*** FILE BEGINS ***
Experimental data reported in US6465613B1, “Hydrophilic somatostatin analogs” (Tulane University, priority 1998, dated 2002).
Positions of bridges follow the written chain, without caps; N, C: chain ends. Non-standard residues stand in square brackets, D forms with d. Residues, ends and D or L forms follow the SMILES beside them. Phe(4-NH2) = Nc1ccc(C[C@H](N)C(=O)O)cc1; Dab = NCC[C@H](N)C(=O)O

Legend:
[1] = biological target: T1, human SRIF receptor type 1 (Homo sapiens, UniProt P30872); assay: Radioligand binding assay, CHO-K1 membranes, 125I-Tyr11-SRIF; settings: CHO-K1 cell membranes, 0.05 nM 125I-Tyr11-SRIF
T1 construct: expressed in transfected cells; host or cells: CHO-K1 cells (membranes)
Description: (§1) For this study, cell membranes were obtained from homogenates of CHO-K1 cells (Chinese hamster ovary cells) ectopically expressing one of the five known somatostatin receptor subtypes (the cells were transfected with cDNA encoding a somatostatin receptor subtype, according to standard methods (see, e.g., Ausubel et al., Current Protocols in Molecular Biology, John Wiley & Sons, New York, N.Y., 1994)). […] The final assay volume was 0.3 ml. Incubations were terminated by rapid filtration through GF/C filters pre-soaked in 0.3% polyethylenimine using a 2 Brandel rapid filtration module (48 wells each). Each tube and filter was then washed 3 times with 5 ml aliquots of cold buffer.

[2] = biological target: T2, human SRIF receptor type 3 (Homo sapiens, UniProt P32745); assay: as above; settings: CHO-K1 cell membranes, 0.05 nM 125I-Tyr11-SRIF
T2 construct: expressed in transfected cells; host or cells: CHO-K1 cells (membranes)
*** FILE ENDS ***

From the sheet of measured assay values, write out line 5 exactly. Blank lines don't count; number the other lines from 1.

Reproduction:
T1 construct: expressed in transfected cells; host or cells: CHO-K1 cells (membranes)